Scientists were shocked to find that a healthy 90 year old’s gut was almost indistinguishable from a 30 year olds. A recent study showed parallels were drawn between overall health and the microbes in the intestine of extremely healthy older adults and those over 50 years younger. Even though they are unaware of the cause or affect, researchers observed and concluded that diversity is key in your gut: and if maintained, it can be a biomarker of healthy aging.
Bone broth a healing food, and the benefits are numerous and extensive. There is a reason why chicken soup is prescribed by doctors and mothers around the world when you’re feeling sick.
It’s high in collagen, proline, glycine and glutamine, amongst other healing compounds, which boosts your immune system, reducing inflammation and joint pain, and is necessary for maintaining and repairing the lining of the gastrointestinal tract. Research is proving it has the potential to heal disorders like allergies, asthma and arthritis.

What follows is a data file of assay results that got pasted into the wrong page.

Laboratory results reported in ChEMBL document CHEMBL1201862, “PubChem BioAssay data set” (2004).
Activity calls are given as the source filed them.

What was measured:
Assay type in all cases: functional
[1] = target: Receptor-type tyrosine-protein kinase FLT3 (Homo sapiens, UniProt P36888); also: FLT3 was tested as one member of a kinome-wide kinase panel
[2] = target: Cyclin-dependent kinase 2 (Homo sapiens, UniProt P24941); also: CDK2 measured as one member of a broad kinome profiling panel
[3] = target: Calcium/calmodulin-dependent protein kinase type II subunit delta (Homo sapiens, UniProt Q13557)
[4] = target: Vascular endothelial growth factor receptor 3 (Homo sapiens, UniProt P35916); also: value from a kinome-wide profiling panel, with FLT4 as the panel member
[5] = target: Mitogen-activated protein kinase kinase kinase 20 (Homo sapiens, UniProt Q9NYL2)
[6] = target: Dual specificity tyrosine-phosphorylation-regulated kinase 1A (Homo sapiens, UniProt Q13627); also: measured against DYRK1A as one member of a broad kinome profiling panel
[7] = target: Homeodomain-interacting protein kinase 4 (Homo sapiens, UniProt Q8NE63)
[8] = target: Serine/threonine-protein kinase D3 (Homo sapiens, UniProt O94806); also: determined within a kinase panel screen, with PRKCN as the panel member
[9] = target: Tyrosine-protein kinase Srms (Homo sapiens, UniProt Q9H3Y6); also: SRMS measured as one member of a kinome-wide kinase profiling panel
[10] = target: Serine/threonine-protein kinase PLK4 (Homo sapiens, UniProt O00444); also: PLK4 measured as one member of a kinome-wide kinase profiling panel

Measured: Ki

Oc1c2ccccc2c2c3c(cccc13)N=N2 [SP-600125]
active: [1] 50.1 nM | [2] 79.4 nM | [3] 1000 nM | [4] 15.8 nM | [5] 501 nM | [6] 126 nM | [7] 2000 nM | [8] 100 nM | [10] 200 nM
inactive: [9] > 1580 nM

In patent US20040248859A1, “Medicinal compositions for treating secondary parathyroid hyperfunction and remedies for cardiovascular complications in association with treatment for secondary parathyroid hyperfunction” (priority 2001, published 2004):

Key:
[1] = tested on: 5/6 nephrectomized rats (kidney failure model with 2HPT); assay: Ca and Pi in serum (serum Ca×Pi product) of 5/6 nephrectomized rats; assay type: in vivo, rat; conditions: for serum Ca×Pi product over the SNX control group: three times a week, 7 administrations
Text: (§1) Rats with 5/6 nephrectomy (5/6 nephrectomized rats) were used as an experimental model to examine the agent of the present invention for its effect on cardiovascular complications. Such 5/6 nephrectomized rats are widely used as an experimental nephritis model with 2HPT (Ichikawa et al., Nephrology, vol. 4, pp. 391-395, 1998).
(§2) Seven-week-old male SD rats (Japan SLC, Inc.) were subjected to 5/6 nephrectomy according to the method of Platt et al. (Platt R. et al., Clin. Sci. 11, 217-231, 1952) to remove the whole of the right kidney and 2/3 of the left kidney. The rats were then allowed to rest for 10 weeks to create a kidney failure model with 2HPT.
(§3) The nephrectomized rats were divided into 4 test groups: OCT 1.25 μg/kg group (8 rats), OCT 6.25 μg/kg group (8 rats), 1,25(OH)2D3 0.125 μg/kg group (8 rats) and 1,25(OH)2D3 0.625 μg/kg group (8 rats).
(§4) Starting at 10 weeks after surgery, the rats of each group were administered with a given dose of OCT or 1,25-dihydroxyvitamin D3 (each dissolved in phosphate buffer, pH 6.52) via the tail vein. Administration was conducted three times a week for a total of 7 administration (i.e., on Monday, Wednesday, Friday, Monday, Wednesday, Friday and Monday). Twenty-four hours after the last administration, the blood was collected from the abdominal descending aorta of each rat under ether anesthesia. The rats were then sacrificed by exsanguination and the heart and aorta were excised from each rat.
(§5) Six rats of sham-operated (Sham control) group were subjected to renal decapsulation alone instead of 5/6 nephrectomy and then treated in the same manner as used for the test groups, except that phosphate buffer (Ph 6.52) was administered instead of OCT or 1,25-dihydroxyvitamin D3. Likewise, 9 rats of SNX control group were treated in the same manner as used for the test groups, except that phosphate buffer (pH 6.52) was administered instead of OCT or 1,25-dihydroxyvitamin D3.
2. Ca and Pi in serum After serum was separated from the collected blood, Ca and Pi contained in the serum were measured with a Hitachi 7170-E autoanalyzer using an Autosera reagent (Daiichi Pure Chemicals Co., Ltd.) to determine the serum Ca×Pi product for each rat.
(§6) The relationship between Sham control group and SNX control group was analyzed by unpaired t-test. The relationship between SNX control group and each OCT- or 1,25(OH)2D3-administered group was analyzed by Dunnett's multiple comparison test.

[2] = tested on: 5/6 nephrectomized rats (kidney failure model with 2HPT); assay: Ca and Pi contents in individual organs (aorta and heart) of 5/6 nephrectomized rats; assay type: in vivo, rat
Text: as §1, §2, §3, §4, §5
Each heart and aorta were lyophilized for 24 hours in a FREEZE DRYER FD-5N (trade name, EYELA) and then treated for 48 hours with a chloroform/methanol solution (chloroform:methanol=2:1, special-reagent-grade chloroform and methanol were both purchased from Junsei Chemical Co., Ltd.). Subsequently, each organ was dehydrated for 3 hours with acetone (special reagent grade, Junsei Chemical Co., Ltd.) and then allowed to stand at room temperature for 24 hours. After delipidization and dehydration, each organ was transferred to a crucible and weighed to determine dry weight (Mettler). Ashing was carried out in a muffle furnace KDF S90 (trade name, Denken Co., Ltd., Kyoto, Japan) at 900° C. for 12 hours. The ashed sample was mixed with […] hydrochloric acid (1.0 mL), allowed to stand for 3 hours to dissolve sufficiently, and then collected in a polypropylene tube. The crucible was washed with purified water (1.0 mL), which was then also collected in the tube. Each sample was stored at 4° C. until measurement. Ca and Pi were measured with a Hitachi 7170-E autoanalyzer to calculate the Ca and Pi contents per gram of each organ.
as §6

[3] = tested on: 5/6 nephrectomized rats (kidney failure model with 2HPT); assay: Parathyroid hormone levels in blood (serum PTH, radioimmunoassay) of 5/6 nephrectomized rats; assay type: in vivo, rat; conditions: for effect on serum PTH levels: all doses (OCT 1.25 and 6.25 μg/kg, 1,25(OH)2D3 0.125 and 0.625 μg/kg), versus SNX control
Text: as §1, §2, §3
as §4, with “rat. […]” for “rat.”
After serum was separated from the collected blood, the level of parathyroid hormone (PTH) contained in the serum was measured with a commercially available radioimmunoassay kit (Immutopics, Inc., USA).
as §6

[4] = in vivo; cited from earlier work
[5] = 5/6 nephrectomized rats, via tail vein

In NYC: Trade in your coffee for a cup of the famous Brodo’s bone broth — a kiosk that serves 11 varieties of this super nutritious ‘hot beverage’ (owner Marco Canora, stresses it’s not soup!) at shops in the West and East Villages. Or,find the recipe online.
Apple cider vinegar is derived from fermented apple juice. It’s another ‘old world’ remedy for digestive problems.
It aids digestion by increasing stomach acid; helping you to better break down food and absorb more nutrients in the foods you eat. Apple cider vinegar is packed with raw enzymes and beneficial bacteria that help to stimulate the digestive juices, assist the absorption of nutrients, and control the growth of harmful yeast and bacteria in the stomach and throughout the body. It is a useful remedy for indigestion, bloating, gas and even heartburn.